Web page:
The object in the treatment of a bone sarcoma is to insure, if possible, a permanent cure. Amputation is a mutilating operation. The question naturally arises: Can some bone tumors be completely removed without amputation and with the same assurance of a permanent result?
From a personal study, now extending over a number of years, of cases treated in Dr. Halsted's surgical clinic of the Johns Hopkins Hospital, and those in my own practice, and of a number communicated to me through the courtesy of colleagues, and collated from the literature, I have found that, with rare exceptions, the permanently cured patients suffered from tumors of similar pathologic anatomy, and such cures were accomplished in properly selected cases by conservative operations just as well as by amputation. In the class of cases in which cures were not accomplished, the pathology of the tumor is very much alike and entirely different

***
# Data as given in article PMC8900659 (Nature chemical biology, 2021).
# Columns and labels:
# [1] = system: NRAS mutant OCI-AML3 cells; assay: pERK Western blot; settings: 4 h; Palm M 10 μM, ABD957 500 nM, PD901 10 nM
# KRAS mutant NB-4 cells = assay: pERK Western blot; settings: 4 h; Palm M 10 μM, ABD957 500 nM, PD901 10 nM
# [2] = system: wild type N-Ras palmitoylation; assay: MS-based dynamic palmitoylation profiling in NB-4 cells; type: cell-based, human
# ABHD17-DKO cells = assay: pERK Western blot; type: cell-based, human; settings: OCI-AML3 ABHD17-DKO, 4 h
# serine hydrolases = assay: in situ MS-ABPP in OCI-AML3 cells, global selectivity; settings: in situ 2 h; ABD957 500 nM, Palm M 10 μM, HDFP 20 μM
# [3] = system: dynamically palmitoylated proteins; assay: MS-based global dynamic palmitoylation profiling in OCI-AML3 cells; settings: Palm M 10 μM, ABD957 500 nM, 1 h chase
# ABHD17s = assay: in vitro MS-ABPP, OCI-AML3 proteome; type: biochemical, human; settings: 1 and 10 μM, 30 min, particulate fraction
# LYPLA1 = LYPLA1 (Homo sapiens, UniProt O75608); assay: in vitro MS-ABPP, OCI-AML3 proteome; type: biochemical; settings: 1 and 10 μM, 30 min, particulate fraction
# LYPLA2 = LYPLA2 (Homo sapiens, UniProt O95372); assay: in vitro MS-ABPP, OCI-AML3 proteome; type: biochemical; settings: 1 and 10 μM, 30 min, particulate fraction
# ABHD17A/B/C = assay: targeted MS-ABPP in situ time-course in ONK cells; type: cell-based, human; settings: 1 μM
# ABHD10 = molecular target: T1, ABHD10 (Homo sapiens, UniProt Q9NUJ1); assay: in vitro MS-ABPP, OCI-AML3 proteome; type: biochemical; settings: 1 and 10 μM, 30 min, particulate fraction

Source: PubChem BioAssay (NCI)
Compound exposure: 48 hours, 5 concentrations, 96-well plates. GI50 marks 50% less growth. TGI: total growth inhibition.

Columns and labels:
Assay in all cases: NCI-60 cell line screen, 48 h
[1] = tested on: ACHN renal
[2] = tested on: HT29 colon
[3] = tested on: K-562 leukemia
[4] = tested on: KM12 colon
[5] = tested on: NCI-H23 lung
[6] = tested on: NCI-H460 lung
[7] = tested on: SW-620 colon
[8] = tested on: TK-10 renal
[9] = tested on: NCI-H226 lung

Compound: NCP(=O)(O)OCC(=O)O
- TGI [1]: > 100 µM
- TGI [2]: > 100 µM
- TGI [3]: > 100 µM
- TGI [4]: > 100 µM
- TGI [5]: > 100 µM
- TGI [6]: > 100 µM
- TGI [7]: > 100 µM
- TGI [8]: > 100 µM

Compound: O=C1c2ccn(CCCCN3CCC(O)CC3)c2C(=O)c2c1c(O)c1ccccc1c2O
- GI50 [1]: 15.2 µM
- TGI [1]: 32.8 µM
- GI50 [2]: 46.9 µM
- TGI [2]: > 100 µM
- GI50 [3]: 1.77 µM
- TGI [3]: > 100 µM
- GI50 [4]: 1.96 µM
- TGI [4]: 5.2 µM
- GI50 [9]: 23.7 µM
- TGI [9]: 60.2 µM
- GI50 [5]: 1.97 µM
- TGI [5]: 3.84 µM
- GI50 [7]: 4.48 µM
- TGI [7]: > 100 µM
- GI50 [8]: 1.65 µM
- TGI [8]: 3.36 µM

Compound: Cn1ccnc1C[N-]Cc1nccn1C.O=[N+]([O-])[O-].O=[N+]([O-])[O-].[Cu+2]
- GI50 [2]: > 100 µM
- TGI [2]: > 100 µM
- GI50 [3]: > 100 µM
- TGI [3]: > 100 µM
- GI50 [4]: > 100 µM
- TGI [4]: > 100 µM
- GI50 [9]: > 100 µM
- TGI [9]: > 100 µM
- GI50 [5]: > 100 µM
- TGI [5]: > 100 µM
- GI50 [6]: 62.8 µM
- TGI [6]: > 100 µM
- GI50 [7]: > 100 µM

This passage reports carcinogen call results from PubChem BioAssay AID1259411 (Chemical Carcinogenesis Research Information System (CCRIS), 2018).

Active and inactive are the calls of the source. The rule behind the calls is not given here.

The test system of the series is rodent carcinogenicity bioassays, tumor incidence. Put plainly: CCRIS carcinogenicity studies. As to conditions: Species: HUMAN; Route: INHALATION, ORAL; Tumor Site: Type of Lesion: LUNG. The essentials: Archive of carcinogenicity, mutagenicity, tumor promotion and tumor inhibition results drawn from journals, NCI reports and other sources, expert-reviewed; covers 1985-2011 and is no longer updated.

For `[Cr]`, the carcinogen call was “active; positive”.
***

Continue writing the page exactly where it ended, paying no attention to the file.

BLOODGOOD JC. CONSERVATIVE OPERATIONS ON BONE TUMORS,BASED ON THE CLINICAL AND PATHOLOGIC STUDY OF THE RELATIVE DEGREE OF MALIGNANCY.. JAMA. 1908;L(5):325–327. doi:10.1001/jama.1908.25310310001001
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